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TWENTYMAN: 5 players who could surprise us in training camp

Full-squad practices kick off in Allen Park Thursday, and it won't be long before the pads start clanging and the competition for starting jobs and roster spots really heats up.

Every year around this time there are a few surprise players who emerge in camp and make a name for themselves. We see players who were drafted late carve out roles, and veteran players have resurgent camps that jump start their careers.

Here's a look at five players who could surprise people over the next few weeks:

Nauta did not take part in the offseason training program as he was rehabbing an injury, but the Lions were very high on him when it came time to select a player with the first of their two seventh-round picks.

"Did a good workout with him, had a good meeting with him, and just at the board at that time, he was sticking out like a sore thumb," Lions GM Bob Quinn said after drafting him. "So, we just felt like just a really, really good value. And he's got position flex, too. He's a guy that we can kind of move around a little bit. Move him off the ball, move him in the backfield a little bit. He's got that type of athleticism, that type of just movement skills that he's not just an in-line guy, he's not just a receiver guy, he can kind of be an H-type guy that moves."

Lions tight ends coach Chris White commented about Nauta's hands this offseason, and the Lions are expected to feature the tight end position more prominently in Darrell Bevell's offense.

All of that could lead to Nauta having the potential to be an under-the-radar player in camp.

Tabor's struggles his first two seasons in Detroit after being a second-round pick in 2017 are well documented.

Quinn said this offseason he still thought of Tabor as a developing player with upside to his game. To his credit, Tabor rededicated himself to his craft this offseason, and we saw some gains in OTAs and minicamp. Tabor got an opportunity to play considerable reps with the first-team defense with Darius Slay sitting out the offseason training program. Tabor was able to get his hand on some footballs and make a few interceptions.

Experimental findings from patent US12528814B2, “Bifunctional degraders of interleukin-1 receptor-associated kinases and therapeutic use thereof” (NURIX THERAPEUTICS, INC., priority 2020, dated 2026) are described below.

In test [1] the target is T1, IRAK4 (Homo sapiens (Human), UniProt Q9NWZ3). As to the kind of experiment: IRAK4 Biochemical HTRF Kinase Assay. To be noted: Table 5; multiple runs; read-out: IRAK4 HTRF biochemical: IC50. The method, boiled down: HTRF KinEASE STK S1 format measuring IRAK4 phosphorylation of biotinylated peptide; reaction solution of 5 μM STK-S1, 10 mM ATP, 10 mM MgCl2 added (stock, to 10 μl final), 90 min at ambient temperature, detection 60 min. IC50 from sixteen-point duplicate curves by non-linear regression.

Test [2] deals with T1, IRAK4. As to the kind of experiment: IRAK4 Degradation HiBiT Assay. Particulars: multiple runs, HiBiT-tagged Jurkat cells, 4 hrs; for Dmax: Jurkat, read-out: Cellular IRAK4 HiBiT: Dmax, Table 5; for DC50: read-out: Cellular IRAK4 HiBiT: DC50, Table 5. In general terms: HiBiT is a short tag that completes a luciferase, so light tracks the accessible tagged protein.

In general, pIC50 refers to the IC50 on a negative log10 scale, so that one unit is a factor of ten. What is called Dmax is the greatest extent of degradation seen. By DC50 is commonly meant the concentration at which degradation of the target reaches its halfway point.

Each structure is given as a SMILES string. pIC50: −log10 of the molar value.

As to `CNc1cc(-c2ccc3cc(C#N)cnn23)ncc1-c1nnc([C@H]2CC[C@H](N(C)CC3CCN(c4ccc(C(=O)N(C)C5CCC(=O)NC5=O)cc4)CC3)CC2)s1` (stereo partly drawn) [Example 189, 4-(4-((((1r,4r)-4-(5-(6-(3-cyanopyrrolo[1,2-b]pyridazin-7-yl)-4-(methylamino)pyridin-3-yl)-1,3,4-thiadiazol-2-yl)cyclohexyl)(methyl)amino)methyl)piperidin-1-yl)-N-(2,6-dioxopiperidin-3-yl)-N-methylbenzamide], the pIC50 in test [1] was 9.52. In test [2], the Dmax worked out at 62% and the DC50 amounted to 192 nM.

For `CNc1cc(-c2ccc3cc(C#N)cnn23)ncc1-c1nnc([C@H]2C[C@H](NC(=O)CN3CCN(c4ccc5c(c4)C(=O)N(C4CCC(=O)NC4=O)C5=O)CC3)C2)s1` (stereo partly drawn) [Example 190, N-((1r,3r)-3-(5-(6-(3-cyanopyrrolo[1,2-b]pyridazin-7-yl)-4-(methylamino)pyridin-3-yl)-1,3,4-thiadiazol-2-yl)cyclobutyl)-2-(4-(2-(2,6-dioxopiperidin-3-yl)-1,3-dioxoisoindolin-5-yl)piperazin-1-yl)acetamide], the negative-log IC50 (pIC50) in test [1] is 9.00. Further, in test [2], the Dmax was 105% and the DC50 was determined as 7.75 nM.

He also gave up some plays down the field, which has been his Achilles heel early in his career. Can Tabor turn the corner and combine his good playing instincts with the techniques being taught to him to be a contributor in Detroit's secondary? He certainly has the potential to be a surprise performer in camp if he can do so.

Zenner is a well-established veteran contributor, but he's always entered the regular season as a depth player and special teamer on the roster. His opportunities to get extensive carries have come mostly due to injuries ahead of him on the depth chart.

The way Zenner transformed his body last offseason and finished the season strong as Detroit's feature back, should make him a true contender to be the No. 2 back behind Kerryon Johnson in 2019. C.J. Anderson was signed this offseason to be in the mix for that role, too, but Zenner could find himself in a position this year where he's very much a part of the plan in the backfield from the beginning of the season.

Kearse enjoyed a breakout season in 2017 after signing with the Jets as a free agent. He caught 65 passes for 810 yards and five touchdowns, all career highs. Last season, however, those numbers dipped considerably to 37-371-1.

Kearse signed with the Lions this offseason, seeing Detroit as a good fit with his former offensive coordinator in Seattle – Darrell Bevell – now having the same title in Detroit.

Kearse fits well into Detroit's mostly veteran group of receivers. He'll get every opportunity to earn a role alongside Kenny Golladay, Marvin Jones Jr. and Danny Amendola.

His familiarity with Bevell's offense and his desire to have a bounce-back season in 2019 could make Kearse a surprise contributor in camp.

The first time Johnson touched the ball in OTAs his speed definitely jumped out. Johnson was clocked in the 4.2 range in the 40 at his pro day in Maryland. That speed was on full display last year returning kickoffs for touchdowns against both Michigan and Ohio State on the road.

Johnson was a sixth-round pick by the Lions in this year's draft. Sometimes players taken late like him have to earn their way onto the roster playing special teams. In Johnson's case, that could be returning kickoffs, a job he had in the offseason training program alongside Jamal Agnew and Brandon Powell.

He'll get an opportunity in the backfield and on special teams to make an impression. Can he surprise some of the important decision makers with his play?

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